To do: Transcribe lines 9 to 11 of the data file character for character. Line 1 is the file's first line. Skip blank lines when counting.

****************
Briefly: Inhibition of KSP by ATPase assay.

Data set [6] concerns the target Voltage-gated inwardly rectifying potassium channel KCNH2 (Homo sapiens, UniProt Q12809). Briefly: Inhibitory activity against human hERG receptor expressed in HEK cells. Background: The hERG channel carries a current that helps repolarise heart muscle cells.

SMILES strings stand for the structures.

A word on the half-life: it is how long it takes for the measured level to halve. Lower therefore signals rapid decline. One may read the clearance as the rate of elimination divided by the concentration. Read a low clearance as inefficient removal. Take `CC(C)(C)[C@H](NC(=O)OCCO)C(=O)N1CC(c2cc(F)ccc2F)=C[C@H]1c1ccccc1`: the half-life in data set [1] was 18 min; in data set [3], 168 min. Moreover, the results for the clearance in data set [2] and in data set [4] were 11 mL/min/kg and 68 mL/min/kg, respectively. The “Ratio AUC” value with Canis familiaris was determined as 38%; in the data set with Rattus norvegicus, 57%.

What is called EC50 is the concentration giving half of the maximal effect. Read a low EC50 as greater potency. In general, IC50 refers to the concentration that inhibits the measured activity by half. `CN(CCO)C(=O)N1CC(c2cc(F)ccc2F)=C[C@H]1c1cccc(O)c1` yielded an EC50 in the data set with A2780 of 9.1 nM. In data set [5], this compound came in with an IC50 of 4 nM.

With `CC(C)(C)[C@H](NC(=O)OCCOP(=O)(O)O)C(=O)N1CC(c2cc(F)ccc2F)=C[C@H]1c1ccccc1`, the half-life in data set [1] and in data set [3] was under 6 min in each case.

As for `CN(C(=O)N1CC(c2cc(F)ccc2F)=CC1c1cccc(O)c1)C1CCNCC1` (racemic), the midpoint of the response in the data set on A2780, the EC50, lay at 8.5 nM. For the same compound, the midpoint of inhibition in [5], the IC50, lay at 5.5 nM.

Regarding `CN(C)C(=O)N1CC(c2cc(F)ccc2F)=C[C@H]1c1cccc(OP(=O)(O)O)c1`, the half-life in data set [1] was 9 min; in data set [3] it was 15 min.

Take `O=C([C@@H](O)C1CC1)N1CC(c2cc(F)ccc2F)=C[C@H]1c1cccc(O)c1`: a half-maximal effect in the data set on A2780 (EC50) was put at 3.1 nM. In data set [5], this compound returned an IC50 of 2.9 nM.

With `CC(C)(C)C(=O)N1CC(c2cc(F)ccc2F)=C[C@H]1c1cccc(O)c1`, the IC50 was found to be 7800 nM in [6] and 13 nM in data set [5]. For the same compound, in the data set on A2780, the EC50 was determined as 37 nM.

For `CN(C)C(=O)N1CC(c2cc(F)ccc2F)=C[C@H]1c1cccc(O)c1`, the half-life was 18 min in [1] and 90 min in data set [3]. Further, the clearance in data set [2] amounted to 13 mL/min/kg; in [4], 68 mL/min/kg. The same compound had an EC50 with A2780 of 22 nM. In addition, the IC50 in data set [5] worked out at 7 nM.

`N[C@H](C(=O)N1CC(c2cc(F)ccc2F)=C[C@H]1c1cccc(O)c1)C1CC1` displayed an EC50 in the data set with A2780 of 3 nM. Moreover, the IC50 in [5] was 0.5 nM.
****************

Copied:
Take `O=C([C@@H](O)C1CC1)N1CC(c2cc(F)ccc2F)=C[C@H]1c1cccc(O)c1`: a half-maximal effect in the data set on A2780 (EC50) was put at 3.1 nM. In data set [5], this compound returned an IC50 of 2.9 nM.

With `CC(C)(C)C(=O)N1CC(c2cc(F)ccc2F)=C[C@H]1c1cccc(O)c1`, the IC50 was found to be 7800 nM in [6] and 13 nM in data set [5]. For the same compound, in the data set on A2780, the EC50 was determined as 37 nM.

For `CN(C)C(=O)N1CC(c2cc(F)ccc2F)=C[C@H]1c1cccc(O)c1`, the half-life was 18 min in [1] and 90 min in data set [3]. Further, the clearance in data set [2] amounted to 13 mL/min/kg; in [4], 68 mL/min/kg. The same compound had an EC50 with A2780 of 22 nM. In addition, the IC50 in data set [5] worked out at 7 nM.